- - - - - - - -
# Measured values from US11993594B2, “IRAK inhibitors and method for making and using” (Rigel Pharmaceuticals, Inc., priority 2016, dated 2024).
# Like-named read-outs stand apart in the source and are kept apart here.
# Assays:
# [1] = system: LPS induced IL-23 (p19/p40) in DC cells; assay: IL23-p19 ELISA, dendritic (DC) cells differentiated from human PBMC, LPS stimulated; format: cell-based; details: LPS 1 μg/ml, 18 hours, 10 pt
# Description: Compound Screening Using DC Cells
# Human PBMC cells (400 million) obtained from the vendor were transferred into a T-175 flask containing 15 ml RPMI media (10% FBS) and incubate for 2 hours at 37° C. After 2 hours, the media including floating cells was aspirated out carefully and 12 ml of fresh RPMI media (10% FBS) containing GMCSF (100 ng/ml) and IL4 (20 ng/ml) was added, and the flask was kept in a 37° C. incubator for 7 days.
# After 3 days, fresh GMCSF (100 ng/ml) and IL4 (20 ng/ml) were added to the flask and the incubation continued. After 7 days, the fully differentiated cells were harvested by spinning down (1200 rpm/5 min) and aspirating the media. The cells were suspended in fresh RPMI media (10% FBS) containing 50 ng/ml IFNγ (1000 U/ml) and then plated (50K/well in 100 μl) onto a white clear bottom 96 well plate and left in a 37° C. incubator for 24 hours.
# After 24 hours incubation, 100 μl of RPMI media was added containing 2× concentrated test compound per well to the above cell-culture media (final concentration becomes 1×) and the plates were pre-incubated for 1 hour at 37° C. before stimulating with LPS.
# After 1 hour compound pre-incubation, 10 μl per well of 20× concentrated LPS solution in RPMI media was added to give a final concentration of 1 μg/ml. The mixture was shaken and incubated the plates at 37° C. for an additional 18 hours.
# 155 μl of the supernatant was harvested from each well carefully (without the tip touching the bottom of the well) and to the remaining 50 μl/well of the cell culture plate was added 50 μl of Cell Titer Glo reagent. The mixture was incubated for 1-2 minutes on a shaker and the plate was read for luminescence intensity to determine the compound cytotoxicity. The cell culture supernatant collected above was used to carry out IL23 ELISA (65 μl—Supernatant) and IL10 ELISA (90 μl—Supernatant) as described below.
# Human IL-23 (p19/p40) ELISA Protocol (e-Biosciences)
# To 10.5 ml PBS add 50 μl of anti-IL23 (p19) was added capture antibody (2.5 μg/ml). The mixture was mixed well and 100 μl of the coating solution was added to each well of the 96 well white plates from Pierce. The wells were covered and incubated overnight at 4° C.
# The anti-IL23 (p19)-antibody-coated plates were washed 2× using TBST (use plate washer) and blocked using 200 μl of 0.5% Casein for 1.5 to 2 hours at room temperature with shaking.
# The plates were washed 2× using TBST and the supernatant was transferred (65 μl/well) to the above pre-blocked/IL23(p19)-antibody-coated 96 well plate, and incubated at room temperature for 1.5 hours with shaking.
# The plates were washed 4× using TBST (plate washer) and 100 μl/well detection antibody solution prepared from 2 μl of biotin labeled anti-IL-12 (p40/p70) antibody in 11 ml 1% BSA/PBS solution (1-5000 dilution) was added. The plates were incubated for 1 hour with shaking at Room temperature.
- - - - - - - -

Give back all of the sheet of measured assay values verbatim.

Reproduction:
# Measured values from US11993594B2, “IRAK inhibitors and method for making and using” (Rigel Pharmaceuticals, Inc., priority 2016, dated 2024).
# Like-named read-outs stand apart in the source and are kept apart here.
# Assays:
# [1] = system: LPS induced IL-23 (p19/p40) in DC cells; assay: IL23-p19 ELISA, dendritic (DC) cells differentiated from human PBMC, LPS stimulated; format: cell-based; details: LPS 1 μg/ml, 18 hours, 10 pt
# Description: Compound Screening Using DC Cells
# Human PBMC cells (400 million) obtained from the vendor were transferred into a T-175 flask containing 15 ml RPMI media (10% FBS) and incubate for 2 hours at 37° C. After 2 hours, the media including floating cells was aspirated out carefully and 12 ml of fresh RPMI media (10% FBS) containing GMCSF (100 ng/ml) and IL4 (20 ng/ml) was added, and the flask was kept in a 37° C. incubator for 7 days.
# After 3 days, fresh GMCSF (100 ng/ml) and IL4 (20 ng/ml) were added to the flask and the incubation continued. After 7 days, the fully differentiated cells were harvested by spinning down (1200 rpm/5 min) and aspirating the media. The cells were suspended in fresh RPMI media (10% FBS) containing 50 ng/ml IFNγ (1000 U/ml) and then plated (50K/well in 100 μl) onto a white clear bottom 96 well plate and left in a 37° C. incubator for 24 hours.
# After 24 hours incubation, 100 μl of RPMI media was added containing 2× concentrated test compound per well to the above cell-culture media (final concentration becomes 1×) and the plates were pre-incubated for 1 hour at 37° C. before stimulating with LPS.
# After 1 hour compound pre-incubation, 10 μl per well of 20× concentrated LPS solution in RPMI media was added to give a final concentration of 1 μg/ml. The mixture was shaken and incubated the plates at 37° C. for an additional 18 hours.
# 155 μl of the supernatant was harvested from each well carefully (without the tip touching the bottom of the well) and to the remaining 50 μl/well of the cell culture plate was added 50 μl of Cell Titer Glo reagent. The mixture was incubated for 1-2 minutes on a shaker and the plate was read for luminescence intensity to determine the compound cytotoxicity. The cell culture supernatant collected above was used to carry out IL23 ELISA (65 μl—Supernatant) and IL10 ELISA (90 μl—Supernatant) as described below.
# Human IL-23 (p19/p40) ELISA Protocol (e-Biosciences)
# To 10.5 ml PBS add 50 μl of anti-IL23 (p19) was added capture antibody (2.5 μg/ml). The mixture was mixed well and 100 μl of the coating solution was added to each well of the 96 well white plates from Pierce. The wells were covered and incubated overnight at 4° C.
# The anti-IL23 (p19)-antibody-coated plates were washed 2× using TBST (use plate washer) and blocked using 200 μl of 0.5% Casein for 1.5 to 2 hours at room temperature with shaking.
# The plates were washed 2× using TBST and the supernatant was transferred (65 μl/well) to the above pre-blocked/IL23(p19)-antibody-coated 96 well plate, and incubated at room temperature for 1.5 hours with shaking.
# The plates were washed 4× using TBST (plate washer) and 100 μl/well detection antibody solution prepared from 2 μl of biotin labeled anti-IL-12 (p40/p70) antibody in 11 ml 1% BSA/PBS solution (1-5000 dilution) was added. The plates were incubated for 1 hour with shaking at Room temperature.